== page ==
When Not Saying 'Black Lives Matter' Makes You a Racist

Official White House Photo by Andrea Hanks

These days, some of us feel like we’re trapped in a bad dystopian movie, as the authoritarian left has begun to act out every nightmare that the founders and free peoples have feared for 230 years.


People are actually fearful of speaking their minds because the thought police on the left are waiting to pounce. So, terrified politicians, individuals, and companies either remain quiet or they give lip service to the mob in order to sate their appetite for power.

“Please Mr. Crocodile, eat me last.”

One way to give the mob what they want is to mouth the platitudes they demand we say. Sort of like “Heil Hitler” without the swastika.

“Black Lives Matter” has become one such “test” of loyalty. If you don’t say it when asked, you’re a racist and deserve to be canceled. Vice President Mike Pence was asked to say “Black lives matter” 3 times by an interviewer for a Pennsylvania TV station. Pence politely declined and preferred to say “All lives matter.”


The distinction between saying “Black lives matter” and “all lives matter” has emerged as something of a cultural dividing line amid the nationwide discussion about racial equality that has been touched off in recent weeks. The phrase “Black lives matter” has gained widespread use in recent years as a way to draw attention specifically to deadly encounters between Black Americans and police.

“Black lives matter” is one of those meaningless, banal slogans that the left comes up with all the time. “Tune in, turn on, drop out” was my favorite from the 60s. Its significance is not in the meaning — after all, black lives do, indeed, matter. As do white ones, yellow ones, red ones — all the marvelous hues and colors of the human race.


Its relevance is that it’s a signifier, an identification marker that reveals the political beliefs of those saying it. Refusing to say it doesn’t mean you don’t think black lives matter a whit. It means you disagree with the belief system that is forcing you to say it. This, of course, is “racist” and you are tarred with the epithet forever.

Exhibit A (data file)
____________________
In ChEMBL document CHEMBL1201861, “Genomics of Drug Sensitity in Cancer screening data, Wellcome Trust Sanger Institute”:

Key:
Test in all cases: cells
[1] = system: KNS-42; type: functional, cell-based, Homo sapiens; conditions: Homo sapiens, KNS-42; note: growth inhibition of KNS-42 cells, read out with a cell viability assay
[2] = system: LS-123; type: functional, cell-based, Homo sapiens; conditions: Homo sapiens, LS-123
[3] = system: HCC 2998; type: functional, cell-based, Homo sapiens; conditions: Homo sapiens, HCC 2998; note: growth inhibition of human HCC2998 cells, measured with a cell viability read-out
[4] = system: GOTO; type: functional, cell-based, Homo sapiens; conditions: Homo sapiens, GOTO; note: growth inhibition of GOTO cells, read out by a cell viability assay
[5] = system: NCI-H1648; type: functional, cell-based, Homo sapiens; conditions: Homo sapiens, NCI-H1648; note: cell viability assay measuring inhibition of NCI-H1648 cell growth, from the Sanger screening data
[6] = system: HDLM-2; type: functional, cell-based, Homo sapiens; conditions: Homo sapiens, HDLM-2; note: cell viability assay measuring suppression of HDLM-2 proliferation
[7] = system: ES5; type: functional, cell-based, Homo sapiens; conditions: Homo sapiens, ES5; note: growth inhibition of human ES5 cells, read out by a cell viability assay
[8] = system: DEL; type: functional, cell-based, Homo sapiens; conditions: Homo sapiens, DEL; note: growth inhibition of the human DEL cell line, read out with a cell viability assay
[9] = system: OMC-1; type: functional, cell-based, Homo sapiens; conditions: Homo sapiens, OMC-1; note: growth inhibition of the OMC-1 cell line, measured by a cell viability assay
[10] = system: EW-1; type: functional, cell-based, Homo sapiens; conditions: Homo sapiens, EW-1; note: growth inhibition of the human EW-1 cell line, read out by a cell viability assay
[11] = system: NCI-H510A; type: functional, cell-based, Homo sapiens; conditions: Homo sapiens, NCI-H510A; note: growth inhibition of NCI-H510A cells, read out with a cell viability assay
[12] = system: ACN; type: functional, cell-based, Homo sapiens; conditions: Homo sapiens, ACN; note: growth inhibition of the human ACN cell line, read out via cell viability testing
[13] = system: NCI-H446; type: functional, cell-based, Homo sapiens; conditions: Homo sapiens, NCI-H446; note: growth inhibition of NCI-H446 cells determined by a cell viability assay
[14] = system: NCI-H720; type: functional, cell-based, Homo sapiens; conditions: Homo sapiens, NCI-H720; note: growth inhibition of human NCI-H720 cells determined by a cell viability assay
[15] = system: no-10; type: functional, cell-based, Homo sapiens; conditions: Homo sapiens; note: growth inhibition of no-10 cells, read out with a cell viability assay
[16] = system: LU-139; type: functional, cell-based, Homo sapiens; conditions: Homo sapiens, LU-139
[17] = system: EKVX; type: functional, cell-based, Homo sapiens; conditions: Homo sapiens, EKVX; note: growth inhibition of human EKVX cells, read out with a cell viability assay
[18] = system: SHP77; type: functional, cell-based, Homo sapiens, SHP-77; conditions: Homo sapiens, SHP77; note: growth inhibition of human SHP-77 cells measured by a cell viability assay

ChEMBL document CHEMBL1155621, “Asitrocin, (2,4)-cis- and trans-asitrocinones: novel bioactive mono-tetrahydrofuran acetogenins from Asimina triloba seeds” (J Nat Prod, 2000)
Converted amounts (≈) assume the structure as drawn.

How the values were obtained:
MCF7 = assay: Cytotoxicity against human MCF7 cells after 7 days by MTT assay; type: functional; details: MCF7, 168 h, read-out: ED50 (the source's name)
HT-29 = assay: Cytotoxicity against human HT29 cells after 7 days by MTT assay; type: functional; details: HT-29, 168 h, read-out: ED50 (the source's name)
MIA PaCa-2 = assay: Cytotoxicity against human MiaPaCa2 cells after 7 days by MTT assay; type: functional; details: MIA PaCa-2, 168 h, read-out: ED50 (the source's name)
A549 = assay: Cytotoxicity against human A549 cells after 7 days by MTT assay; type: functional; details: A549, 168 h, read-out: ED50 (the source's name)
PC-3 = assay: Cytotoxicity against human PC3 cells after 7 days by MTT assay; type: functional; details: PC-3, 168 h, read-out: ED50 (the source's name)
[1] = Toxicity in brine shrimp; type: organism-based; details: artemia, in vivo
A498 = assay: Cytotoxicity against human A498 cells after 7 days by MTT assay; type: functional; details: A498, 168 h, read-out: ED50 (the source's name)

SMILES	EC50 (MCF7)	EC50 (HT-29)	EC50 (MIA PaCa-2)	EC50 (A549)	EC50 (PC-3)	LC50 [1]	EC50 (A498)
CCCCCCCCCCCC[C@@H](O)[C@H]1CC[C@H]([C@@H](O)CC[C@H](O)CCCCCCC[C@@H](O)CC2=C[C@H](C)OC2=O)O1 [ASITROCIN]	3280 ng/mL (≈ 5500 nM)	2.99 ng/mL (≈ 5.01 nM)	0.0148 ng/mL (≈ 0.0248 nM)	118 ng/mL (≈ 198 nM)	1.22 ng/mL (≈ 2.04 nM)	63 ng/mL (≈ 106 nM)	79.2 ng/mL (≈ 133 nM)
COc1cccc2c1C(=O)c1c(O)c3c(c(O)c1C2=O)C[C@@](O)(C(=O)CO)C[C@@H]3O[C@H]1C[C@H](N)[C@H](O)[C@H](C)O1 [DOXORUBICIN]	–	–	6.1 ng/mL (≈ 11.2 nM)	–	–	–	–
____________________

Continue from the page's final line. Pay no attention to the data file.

“All lives matter” is an equally meaningless and banal slogan but everyone knows it and never uses it. Pence was talking to a brick wall in this interview and couldn’t make the reporter understand.

“Forgive me for pressing you on this, sir,” anchor Brian Taff said to Pence, “but I will note you did not say those words, ‘Black lives matter,’ and there is an important distinction. People are saying, of course all lives matter, but to say the words is an acknowledgment that Black lives also matter at a time in this country when it appears that there’s a segment of our society that doesn’t agree. So why will you not say those words?”

“Well, I don’t accept the fact, Brian, that there’s a segment of American society that disagrees, in the preciousness and importance of every human life,” Pence said. “And it’s one of the reasons why as we advance important reforms in law enforcement, as we look for ways to strengthen and improve our public safety in our cities, that we’re not going to stop there.”

“And yet, one final time, you won’t say the words and we understand your explanation,” Taff responded. What is the big fricking deal? Outside of giving the media something to prattle on about, it’s meaningless.


The effort to force Pence to say “Black lives matter” by asking him over and over again is just unbelievable to me. Of course, the left used it as “evidence” that Pence and Trump hate black people and want them all dead because their lives don’t matter.

I’m not sure I want to see the second half of this movie.

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